Where the hell is Crimea?
I like to explain it as: Crimea is the peninsula that dangles off the bottom of Ukraine. Take a look at a map of Crimea here. It dips quite nicely into the lovely Black Sea, across which, if you squint your eyes, you imagine you can see Turkey.
Crimea is an autonomous republic of Ukraine. This didn’t really mean much to me. There are certain other things that define its difference to Ukraine more pointedly, to me, anyway…
Firstly, the Crimean Peninsula was historically occupied by Greeks, Genoans and Crimean Tatars, to name a few. As a result, there are some amazing ruins and architectural sights around the place.
The Crimean Tatars took over rule of Crimea from the Mongols (yes, Genghis’s troupe really did get this far!) and ruled for around 300 years. They are a turkic speaking people, and indeed the name Crimea is derived from a turkic word, qimirm (imagine the ‘i’s without dots).
After Crimea was annexed by the Russian Empire under Catherine the Great, Crimean Tatars were persecuted and so fled the region, mostly to Turkey. Those who stayed were deported en masse by Stalin after World War II: on 18 May 1944, all the Crimean Tatars in Crimea were sent to other regions in the Soviet Union – mostly Uzbekistan. The area was resettled by Russians.
It was only in the late 1990s the Ukrainian Government started issuing Ukrainian passports to the Crimean Tatars to allow them to return to their traditional homeland. Crimean Tatars have a distinct language, culture (there is even a ‘Crimea’ TV channel, which plays talent shows etc), cuisine (although influenced heavily by Uzbek and Turkish) and religion (Crimean Tatars are mostly Muslim).
The second reason Crimea feels so totally different is because of it’s long history as part of Russia. Catherine the Great annexed Crimea for the Russian Empire in the 18th century.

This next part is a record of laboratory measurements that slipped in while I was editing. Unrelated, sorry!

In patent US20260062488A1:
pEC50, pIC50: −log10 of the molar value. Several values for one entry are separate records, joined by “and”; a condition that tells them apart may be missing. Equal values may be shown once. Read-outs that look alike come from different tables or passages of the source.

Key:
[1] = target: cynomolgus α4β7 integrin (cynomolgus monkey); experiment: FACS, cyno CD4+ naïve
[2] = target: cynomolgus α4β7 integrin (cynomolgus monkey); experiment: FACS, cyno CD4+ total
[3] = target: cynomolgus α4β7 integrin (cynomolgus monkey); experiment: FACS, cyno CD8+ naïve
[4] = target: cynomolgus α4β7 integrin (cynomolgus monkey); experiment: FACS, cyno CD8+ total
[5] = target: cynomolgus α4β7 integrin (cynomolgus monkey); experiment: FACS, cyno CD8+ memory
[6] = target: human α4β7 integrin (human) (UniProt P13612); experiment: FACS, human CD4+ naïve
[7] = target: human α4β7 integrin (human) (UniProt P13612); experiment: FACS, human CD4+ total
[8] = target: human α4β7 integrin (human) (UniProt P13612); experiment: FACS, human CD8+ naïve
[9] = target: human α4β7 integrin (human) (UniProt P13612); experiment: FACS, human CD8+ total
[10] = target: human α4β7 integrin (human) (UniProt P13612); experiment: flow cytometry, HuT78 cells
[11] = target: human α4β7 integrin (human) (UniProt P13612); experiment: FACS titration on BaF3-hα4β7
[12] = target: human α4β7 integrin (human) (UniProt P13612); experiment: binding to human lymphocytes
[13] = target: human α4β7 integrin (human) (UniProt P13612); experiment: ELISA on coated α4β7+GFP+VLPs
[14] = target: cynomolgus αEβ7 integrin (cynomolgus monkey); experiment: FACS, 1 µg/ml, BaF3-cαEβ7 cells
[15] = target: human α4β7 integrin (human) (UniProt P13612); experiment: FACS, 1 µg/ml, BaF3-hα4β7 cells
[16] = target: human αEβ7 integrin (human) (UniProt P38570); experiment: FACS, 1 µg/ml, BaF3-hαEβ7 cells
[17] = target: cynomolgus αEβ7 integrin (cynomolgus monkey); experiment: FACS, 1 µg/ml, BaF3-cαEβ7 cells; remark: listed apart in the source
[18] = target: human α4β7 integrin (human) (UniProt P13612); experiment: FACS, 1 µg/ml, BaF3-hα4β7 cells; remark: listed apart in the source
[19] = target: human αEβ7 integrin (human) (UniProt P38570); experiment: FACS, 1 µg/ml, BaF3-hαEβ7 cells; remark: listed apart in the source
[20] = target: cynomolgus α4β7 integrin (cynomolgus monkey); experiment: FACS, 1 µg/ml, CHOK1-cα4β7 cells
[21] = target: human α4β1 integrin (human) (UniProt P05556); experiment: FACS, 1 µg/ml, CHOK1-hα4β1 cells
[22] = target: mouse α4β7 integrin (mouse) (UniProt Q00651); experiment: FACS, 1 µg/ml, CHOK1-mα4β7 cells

Crimea was where the Russian Empire’s, then the Soviet’s, navy fleet was moored. After the fall of the Soviet Union, Russia negotiated a long term lease of the mooring areas in Sevastopol from the Ukrainian government. There are lots and lots and lots of military people walking around town, and Russian flags all over the place.
Because of this, and a myriad of other reasons, I’m sure, Crimea feels totally Russian.
So, for me, learning Russian in a town where all the signs are Ukrainian, Crimea felt like a lingo utopia (is that a lootopia?). Little things started to fall into place – I learned how everyday places like Produkti and Rinok are spelt, I could understand some of the signs, and I didn’t get confused by the occasional person answering me back in Ukie.
My visit to Crimea took me to a number of different places:
- Sevastopol. Was a closed city until 1996 or thereabouts (so if you have an old Atlas, you’ll be looking and looking for it). Very beautiful city. Where the Russian Black Sea Fleet is moored
- Khersones. About 5 kms from Sevastopol. A 1,500 acre site containing ruins of the Greek colony of Chersones, which was founded in the 6th century BC
- Bakhchisarai. Where the family who ruled Crimea lived. I think. Amazingly cute little palace there, as well as an Orthodox cave monastery, and some troglodyte caves
- Balaklava, where the British Army fought the Russian Army during the Crimean War. (Yes, that’s what balaclavas are named after…) Where the valley of the Charge of the Light Brigade is located
- Alupka. A lovely sea-side village with a park and a Khan’s palace
- Yalta. Former Soviet resort town, which the guide books claim is a but yukky, but I thought it was nice. So there you go.
Well, this post is a bit of a link-fest, so I’d better give you some photos to reward you for your patience.